If there was ever an episode where the show could have broken formula and discarded the COTW, this was it. Would have much rather seen Peter and Olivia interacting through the episode to resolve the problem together.

The callback to S1 with the beacon was great as was the better man reference.

As to answering the question of whether Peter was home or not, the show gave the most logical answer. Much like they did with the Observers. I appreciate honest storytelling like that. Have to wonder if any of the other characters are going to get their memories back too?

Finally, the last scene between Peter and Olivia was fantastic. Loved it.

Dennis said...

Josie,
The 8-day delay for watching Fringe on Fox.com or Hulu has been going on all season, unless you are a Dish customer, then you can watch the next day.

Of course, you can always purchase the episodes the next day on iTunes or Amazon... sometimes even sooner than that!

fringelover said...

Did anyone else think the acting in this episode was extra spectacular! The emotions just flooded from every character's eyes and words. Even Astrid's sympathy for Olivia was brilliant. As well as the "Be a better man than your father" scene with Peter and Walter. Walter's "I'll think of something" scene with Olivia seeing his sympathy for Olivia as well..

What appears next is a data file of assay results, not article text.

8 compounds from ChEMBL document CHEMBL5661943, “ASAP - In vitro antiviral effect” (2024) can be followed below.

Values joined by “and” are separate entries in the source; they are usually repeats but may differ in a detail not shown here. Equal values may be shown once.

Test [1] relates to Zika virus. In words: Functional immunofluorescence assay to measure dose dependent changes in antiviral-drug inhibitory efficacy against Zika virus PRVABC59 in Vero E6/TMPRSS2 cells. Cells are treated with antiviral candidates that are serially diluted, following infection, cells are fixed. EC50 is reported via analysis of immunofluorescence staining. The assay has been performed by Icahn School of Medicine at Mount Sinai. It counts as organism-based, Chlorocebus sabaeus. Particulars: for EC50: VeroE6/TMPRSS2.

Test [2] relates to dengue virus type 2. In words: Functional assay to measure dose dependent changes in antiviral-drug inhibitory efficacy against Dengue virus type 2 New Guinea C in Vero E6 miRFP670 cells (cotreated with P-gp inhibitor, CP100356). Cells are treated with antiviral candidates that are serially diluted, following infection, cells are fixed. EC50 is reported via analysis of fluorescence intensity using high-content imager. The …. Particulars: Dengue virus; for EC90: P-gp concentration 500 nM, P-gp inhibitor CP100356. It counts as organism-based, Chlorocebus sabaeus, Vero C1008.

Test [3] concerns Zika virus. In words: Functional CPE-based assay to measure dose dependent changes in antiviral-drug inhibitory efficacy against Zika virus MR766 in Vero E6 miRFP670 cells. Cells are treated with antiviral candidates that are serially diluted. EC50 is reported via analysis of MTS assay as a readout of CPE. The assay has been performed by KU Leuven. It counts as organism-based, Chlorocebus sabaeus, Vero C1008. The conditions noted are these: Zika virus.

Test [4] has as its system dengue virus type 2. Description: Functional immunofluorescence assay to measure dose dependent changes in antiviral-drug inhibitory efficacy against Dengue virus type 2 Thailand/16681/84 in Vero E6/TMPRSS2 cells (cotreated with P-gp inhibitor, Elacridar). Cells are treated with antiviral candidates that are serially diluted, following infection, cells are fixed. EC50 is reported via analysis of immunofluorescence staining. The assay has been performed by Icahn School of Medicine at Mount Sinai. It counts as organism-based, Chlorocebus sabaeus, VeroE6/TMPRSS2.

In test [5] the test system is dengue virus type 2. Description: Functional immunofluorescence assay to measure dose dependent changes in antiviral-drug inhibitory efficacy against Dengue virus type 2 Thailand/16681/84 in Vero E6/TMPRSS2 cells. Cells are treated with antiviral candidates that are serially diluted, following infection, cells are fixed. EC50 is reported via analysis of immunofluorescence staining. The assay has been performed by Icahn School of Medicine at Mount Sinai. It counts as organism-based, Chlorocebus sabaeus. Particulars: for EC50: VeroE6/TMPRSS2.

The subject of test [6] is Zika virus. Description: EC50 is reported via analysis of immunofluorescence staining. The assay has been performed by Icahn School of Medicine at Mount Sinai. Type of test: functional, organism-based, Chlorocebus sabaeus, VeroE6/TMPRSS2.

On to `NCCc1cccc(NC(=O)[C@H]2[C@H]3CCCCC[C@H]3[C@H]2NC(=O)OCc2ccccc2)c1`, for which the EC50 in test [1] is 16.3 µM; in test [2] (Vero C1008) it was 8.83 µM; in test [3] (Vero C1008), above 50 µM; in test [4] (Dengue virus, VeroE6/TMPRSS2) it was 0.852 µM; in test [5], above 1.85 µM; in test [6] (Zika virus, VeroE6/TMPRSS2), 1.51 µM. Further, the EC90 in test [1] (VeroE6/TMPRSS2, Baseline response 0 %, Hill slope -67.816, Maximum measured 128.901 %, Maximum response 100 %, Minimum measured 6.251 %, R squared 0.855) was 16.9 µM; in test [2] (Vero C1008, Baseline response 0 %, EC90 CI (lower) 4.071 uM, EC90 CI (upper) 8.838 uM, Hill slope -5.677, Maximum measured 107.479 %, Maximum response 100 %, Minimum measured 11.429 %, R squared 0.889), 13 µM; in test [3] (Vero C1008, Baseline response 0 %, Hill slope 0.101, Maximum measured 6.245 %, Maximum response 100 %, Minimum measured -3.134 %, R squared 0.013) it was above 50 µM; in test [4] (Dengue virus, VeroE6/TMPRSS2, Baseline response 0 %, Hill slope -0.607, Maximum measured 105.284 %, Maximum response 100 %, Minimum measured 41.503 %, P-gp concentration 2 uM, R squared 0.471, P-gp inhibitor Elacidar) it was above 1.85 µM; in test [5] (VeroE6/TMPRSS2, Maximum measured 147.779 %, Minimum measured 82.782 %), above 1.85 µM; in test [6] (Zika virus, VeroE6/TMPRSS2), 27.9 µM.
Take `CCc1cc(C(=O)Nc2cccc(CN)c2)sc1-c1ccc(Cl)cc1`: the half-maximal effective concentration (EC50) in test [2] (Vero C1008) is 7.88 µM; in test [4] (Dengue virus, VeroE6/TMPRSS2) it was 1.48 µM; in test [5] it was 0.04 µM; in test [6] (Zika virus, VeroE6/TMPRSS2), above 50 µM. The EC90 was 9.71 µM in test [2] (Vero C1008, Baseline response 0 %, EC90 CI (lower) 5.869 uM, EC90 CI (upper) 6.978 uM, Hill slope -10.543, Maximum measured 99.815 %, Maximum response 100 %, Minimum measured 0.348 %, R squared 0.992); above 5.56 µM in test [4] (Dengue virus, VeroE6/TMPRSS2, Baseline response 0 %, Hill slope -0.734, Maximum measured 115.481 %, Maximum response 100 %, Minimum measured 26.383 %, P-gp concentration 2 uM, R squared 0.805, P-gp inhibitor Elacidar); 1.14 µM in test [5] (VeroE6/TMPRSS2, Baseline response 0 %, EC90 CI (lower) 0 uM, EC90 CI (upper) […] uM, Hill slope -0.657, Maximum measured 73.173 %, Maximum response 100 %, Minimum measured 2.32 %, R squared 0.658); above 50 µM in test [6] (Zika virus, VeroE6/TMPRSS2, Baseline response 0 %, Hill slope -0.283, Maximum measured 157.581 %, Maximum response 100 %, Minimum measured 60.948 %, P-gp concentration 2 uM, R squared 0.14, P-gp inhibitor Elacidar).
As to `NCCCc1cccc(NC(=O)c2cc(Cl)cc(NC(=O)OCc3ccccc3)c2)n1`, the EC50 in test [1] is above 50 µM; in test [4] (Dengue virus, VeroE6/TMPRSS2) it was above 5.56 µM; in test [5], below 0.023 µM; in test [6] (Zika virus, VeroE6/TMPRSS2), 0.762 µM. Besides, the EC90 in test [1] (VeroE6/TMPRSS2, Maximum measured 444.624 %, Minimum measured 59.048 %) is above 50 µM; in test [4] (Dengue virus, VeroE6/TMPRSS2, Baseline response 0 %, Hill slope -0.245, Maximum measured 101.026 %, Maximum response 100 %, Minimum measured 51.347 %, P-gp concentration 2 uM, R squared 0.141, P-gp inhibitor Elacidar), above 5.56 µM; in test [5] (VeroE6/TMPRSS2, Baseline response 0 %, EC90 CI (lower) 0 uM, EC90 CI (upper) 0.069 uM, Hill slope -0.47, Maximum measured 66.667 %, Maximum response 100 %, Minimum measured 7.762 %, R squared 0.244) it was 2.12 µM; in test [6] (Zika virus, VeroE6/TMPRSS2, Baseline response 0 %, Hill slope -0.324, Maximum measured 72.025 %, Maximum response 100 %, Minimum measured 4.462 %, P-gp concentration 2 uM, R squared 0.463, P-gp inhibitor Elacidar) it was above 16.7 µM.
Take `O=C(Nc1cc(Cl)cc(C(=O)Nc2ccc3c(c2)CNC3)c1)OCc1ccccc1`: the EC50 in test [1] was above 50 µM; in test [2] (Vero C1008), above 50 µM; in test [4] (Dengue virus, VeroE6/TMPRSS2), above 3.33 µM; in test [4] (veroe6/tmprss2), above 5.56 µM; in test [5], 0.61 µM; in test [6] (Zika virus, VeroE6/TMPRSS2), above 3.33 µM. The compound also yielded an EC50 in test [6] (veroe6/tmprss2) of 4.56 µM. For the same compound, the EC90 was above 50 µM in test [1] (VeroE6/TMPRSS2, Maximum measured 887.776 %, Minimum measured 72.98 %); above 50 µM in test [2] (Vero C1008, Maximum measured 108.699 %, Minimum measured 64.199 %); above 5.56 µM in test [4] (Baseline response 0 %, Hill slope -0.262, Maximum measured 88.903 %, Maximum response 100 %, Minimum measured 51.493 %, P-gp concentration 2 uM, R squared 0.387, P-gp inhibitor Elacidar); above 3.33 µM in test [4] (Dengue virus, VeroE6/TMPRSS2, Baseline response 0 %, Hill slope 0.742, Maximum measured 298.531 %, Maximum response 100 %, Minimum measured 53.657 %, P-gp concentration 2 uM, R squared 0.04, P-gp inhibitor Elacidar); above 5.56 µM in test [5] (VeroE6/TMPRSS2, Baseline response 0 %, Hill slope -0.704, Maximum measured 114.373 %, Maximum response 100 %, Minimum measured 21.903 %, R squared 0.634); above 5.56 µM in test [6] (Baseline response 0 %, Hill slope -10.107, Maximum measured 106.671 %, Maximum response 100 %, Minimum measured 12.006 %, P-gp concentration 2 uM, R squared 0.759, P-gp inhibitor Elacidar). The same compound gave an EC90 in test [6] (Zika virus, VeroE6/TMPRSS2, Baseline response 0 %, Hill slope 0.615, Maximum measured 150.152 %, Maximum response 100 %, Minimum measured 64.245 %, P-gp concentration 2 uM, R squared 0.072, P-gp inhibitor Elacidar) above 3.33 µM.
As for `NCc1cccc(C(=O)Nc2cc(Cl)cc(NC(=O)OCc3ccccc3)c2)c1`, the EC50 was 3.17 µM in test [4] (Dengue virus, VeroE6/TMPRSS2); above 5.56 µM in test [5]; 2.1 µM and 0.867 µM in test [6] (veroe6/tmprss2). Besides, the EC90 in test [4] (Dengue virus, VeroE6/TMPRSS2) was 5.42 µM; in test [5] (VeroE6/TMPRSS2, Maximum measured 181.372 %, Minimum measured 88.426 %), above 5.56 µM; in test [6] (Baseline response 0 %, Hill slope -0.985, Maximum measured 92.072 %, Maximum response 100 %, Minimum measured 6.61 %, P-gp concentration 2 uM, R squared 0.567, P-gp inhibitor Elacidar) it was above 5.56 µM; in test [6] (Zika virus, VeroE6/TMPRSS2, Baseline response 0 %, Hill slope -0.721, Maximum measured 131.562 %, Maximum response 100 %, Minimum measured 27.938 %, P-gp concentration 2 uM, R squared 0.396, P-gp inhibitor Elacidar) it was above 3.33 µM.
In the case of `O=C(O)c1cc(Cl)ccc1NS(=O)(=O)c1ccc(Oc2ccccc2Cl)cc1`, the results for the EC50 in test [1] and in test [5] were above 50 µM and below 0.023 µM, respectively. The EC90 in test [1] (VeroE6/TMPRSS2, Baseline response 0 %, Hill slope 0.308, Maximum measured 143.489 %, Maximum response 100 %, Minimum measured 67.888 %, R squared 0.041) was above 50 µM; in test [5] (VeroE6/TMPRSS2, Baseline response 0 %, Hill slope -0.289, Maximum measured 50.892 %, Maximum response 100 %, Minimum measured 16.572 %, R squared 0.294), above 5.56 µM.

Moments I loved besides the above:

- ALL the scenes with Olivia and Nina.
- The scene where Walter mistakenly reveals Peter was leaving and the look on Olivia's eyes as if she were about to cry.
- Lincoln's half dimpled quick smile (which gave me goosebumps) when he told Olivia he was there for her.
- Of course, the "UNITE" ending. :D (Wish they didn't cut the kissing short tho..)

Connie Faye said...

I loved this episode, to be honest everything about this show has careful planning, down to the colors they used... anyone else noticed how 'green' this episode was?

When I first saw Michael Massee's I instantly knew it was him. "Oh Funboy" keeps making appearances in my favorite shows. =)

jophan said...

I recall seeing an interview with the showrunners around the time the ep was in production, and they called Carr "one of their most compelling characters ever" or something of the sort. Uh, not for me. I'm with Old Darth. When I rewatched the episode I skipped the whole COTW and I didn't miss it a bit.

wetcat said...